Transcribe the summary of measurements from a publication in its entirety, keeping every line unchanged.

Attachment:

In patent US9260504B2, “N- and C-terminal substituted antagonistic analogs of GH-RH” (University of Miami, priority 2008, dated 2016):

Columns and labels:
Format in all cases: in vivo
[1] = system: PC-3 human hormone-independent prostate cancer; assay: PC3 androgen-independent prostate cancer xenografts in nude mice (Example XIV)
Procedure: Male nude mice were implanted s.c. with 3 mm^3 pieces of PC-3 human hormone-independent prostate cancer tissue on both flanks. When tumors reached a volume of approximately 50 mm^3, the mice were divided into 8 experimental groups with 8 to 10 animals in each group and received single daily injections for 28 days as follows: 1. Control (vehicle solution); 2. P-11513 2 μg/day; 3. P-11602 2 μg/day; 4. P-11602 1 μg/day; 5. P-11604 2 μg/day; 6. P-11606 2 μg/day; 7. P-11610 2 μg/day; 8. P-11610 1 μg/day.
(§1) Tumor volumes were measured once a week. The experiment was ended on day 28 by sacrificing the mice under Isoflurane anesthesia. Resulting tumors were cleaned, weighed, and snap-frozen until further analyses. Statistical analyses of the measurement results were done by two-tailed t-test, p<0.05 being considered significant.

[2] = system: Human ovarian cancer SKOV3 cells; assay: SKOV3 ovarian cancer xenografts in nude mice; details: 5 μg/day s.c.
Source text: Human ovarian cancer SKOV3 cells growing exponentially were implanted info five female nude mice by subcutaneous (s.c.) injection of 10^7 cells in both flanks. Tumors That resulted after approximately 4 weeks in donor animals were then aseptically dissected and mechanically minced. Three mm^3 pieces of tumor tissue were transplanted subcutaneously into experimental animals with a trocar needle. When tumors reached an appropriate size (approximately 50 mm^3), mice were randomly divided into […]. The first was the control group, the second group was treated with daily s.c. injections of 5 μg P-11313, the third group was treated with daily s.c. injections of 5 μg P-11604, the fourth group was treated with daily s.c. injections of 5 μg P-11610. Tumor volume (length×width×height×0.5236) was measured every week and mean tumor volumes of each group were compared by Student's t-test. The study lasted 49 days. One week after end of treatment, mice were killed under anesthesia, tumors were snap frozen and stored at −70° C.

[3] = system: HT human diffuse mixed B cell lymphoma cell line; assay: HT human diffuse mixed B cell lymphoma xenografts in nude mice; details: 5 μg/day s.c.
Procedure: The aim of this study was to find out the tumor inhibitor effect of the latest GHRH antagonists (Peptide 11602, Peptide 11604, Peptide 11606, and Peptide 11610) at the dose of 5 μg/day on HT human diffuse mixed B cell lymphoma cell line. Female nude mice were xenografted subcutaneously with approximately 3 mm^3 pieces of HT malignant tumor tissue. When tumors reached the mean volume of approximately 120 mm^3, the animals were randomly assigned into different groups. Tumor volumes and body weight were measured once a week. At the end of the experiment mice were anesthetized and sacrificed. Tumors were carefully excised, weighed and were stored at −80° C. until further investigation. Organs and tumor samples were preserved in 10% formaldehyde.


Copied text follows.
In patent US9260504B2, “N- and C-terminal substituted antagonistic analogs of GH-RH” (University of Miami, priority 2008, dated 2016):

Columns and labels:
Format in all cases: in vivo
[1] = system: PC-3 human hormone-independent prostate cancer; assay: PC3 androgen-independent prostate cancer xenografts in nude mice (Example XIV)
Procedure: Male nude mice were implanted s.c. with 3 mm^3 pieces of PC-3 human hormone-independent prostate cancer tissue on both flanks. When tumors reached a volume of approximately 50 mm^3, the mice were divided into 8 experimental groups with 8 to 10 animals in each group and received single daily injections for 28 days as follows: 1. Control (vehicle solution); 2. P-11513 2 μg/day; 3. P-11602 2 μg/day; 4. P-11602 1 μg/day; 5. P-11604 2 μg/day; 6. P-11606 2 μg/day; 7. P-11610 2 μg/day; 8. P-11610 1 μg/day.
(§1) Tumor volumes were measured once a week. The experiment was ended on day 28 by sacrificing the mice under Isoflurane anesthesia. Resulting tumors were cleaned, weighed, and snap-frozen until further analyses. Statistical analyses of the measurement results were done by two-tailed t-test, p<0.05 being considered significant.

[2] = system: Human ovarian cancer SKOV3 cells; assay: SKOV3 ovarian cancer xenografts in nude mice; details: 5 μg/day s.c.
Source text: Human ovarian cancer SKOV3 cells growing exponentially were implanted info five female nude mice by subcutaneous (s.c.) injection of 10^7 cells in both flanks. Tumors That resulted after approximately 4 weeks in donor animals were then aseptically dissected and mechanically minced. Three mm^3 pieces of tumor tissue were transplanted subcutaneously into experimental animals with a trocar needle. When tumors reached an appropriate size (approximately 50 mm^3), mice were randomly divided into […]. The first was the control group, the second group was treated with daily s.c. injections of 5 μg P-11313, the third group was treated with daily s.c. injections of 5 μg P-11604, the fourth group was treated with daily s.c. injections of 5 μg P-11610. Tumor volume (length×width×height×0.5236) was measured every week and mean tumor volumes of each group were compared by Student's t-test. The study lasted 49 days. One week after end of treatment, mice were killed under anesthesia, tumors were snap frozen and stored at −70° C.

[3] = system: HT human diffuse mixed B cell lymphoma cell line; assay: HT human diffuse mixed B cell lymphoma xenografts in nude mice; details: 5 μg/day s.c.
Procedure: The aim of this study was to find out the tumor inhibitor effect of the latest GHRH antagonists (Peptide 11602, Peptide 11604, Peptide 11606, and Peptide 11610) at the dose of 5 μg/day on HT human diffuse mixed B cell lymphoma cell line. Female nude mice were xenografted subcutaneously with approximately 3 mm^3 pieces of HT malignant tumor tissue. When tumors reached the mean volume of approximately 120 mm^3, the animals were randomly assigned into different groups. Tumor volumes and body weight were measured once a week. At the end of the experiment mice were anesthetized and sacrificed. Tumors were carefully excised, weighed and were stored at −80° C. until further investigation. Organs and tumor samples were preserved in 10% formaldehyde.